Energy Innovation, a renewable energy think tank, created an interactive graph from a study by Lazard, an international asset management firm, of the levelized cost of electricity (LCOE) from different energy sources, including coal. LCOE allows us to accurately compare the cost-effectiveness of different energy sources in a meaningful way. As we found above, Lazard researchers also found that construction costs are similar for solar and coal power plants. However, after construction is completed, solar costs just $8 per megawatt/hour for operations and maintenance and, of course, solar has no fuel costs. Coal, while certainly cheaper than other fuel sources like fuel cells or biomass, costs $21/mWh for fuel and $12 for operations and maintenance, totaling $33 per mWh – 4x the price of solar’s ongoing costs.
It’s important to remember that these costs are for utility-scale solar power plants, not residential solar installations, which see much higher construction costs than both utility-scale solar as well as coal-fired power plants. In addition, solar production is quite variable and for it be adopted on a wide scale needs to be coupled with a storage system, which is quite expensive (see the section on Reliability and Controllability). When the costs of coal are compared to solar coupled with storage, coal is by far the cheaper choice. However, probably surprising to many, without any storage, solar is the more cost-effective option for utilities looking to construct new power plants.
Reliance on Government Subsidies
Subsidies are fairly hard to track down and account for, especially in the coal industry, as most aren’t a direct rebate or credit upfront but instead are through a variety of credits, breaks, loans, bonds, and other funding.
We often hear that the solar industry is propped up by local, state, and federal financial subsidies and this is certainly true. Through the Renewable Energy Tax Credit, the federal government provides a 30% tax credit to the owners of solar installations. The federal government also subsidizes utility-scale installations, including $1.6 billion for the Ivanpah concentrating solar power plant in southern California. Each state, city, and county also offers a mix of tax credits, upfront rebates, property tax exclusions, and net metering credits. New York State’s Solar Energy System Equipment Credit is one such state tax credit, lowering the total installation cost by 25%. Tax credits and incentives for commercial solar are also quite common.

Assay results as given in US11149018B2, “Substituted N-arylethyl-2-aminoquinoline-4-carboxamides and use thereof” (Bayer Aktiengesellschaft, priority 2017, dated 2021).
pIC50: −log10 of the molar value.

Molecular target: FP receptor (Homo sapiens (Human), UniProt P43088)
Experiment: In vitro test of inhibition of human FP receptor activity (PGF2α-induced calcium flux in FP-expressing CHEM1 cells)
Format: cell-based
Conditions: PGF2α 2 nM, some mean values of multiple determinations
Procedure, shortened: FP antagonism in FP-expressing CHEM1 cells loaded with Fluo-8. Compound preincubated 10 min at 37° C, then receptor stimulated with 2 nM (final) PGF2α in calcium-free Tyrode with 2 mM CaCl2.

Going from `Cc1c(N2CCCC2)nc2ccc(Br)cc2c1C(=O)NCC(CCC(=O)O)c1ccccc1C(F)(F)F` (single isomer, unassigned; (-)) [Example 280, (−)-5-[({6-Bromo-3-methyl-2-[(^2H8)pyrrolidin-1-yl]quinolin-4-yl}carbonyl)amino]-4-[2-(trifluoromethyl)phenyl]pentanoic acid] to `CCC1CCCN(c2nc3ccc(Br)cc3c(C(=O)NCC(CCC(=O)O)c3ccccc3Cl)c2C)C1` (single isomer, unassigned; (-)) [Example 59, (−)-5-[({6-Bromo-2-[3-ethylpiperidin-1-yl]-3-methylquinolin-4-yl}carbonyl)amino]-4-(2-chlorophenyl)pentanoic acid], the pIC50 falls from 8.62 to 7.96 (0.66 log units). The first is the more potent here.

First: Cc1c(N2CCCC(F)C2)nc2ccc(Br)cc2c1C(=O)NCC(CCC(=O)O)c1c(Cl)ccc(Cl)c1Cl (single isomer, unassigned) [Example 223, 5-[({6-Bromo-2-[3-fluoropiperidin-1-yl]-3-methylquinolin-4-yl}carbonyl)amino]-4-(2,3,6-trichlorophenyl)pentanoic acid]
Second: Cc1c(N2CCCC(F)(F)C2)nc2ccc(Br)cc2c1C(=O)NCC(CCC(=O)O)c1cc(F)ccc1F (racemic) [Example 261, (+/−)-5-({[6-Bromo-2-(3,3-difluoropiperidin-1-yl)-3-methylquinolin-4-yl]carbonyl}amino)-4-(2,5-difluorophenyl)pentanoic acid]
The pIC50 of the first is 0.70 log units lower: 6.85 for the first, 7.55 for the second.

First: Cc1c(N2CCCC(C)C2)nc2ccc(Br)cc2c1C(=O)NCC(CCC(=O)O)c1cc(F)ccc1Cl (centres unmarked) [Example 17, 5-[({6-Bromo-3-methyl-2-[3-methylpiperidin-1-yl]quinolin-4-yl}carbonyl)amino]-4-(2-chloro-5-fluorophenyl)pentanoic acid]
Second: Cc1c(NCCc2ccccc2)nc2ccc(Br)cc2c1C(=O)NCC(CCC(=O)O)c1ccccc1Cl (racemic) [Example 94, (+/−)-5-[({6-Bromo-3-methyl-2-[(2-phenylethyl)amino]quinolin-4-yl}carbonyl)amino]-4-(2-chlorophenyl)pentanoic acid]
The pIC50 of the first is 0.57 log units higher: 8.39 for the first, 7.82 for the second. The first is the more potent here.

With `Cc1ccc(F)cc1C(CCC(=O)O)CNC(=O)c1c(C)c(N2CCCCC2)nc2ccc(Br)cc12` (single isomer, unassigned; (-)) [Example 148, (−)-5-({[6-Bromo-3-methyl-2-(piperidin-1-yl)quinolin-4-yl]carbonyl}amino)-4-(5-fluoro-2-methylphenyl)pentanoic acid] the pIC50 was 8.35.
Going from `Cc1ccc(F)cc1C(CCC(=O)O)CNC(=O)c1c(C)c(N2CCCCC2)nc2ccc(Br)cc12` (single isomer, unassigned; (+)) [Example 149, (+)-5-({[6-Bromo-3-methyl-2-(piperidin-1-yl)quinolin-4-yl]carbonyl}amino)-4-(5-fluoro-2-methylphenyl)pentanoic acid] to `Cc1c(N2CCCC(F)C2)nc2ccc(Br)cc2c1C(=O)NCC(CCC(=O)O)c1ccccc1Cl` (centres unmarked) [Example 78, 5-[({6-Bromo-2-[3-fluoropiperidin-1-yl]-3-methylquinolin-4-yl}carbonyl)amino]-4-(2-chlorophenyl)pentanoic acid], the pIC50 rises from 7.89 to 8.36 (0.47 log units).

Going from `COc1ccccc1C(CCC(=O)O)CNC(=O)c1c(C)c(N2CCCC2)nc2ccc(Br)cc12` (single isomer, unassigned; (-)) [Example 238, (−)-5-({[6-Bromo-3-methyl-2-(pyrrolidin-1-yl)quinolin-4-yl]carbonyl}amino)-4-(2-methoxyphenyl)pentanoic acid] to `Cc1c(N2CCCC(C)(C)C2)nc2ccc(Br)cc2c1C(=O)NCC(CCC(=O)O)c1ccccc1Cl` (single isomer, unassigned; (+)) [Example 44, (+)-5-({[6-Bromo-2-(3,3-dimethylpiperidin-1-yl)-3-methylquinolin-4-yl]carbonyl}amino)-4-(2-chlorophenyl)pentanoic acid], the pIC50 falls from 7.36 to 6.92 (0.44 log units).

The importance of each of these financial incentives to the industry was illustrated in early 2016, when the state of Nevada allowed utilities to lower the net metering incentive to solar homeowners. Despite the availability of other financial incentives, solar installers quickly left the state claiming they could no longer provide homeowners with cost-effective installations.
Widespread tax breaks for solar are a relatively new phenomenon though. The federal government has provided huge financial breaks for the coal industry over the last 100 years that dwarfs any solar industry incentives. As subsidies for solar are seen as an investment in a cleaner future, coal was seen as too important of a commodity not to subsidize. A 2010 report from Synapse Energy Economics found the federal government provides billions of dollars in incentives for plant construction, exploration, and transportation in the coal industry, namely through tax credits, loans, loan guarantees, and bonds. According to the Sierra Club, the coal industry received $17 billion of federal subsidies between 2002 and 2008, with states also providing individual subsidies, with Kentucky offering up about $115 million and Virginia over $26 million.
In the end, both the solar and coal industries rely on government subsidies, but coal certainly has solar beat when comparing the total amount of subsidies involved for the two industries.
It’s hard to compare the efficiency of the two different technologies, as PV solar panels are a technology that produces electricity and coal is a fuel that, when burned, creates steam which then turns turbines to create electricity. There’s no real common ground to compare, as they use very different fuel sources and create electricity in very different ways. However, there are a few concrete items we can compare:
Most PV solar panels convert between 15% and 21% of the sunlight that hits its surface into usable electricity. The vast majority of the sunlight is reflected back and away from the solar panel. Some solar panels see efficiency as high as 40%, but the cost is simply too high for widespread use. Solar researchers are constantly increasing the efficiency of solar panels and even creating new solar technologies, like spray-on solar, that promise even higher efficiency.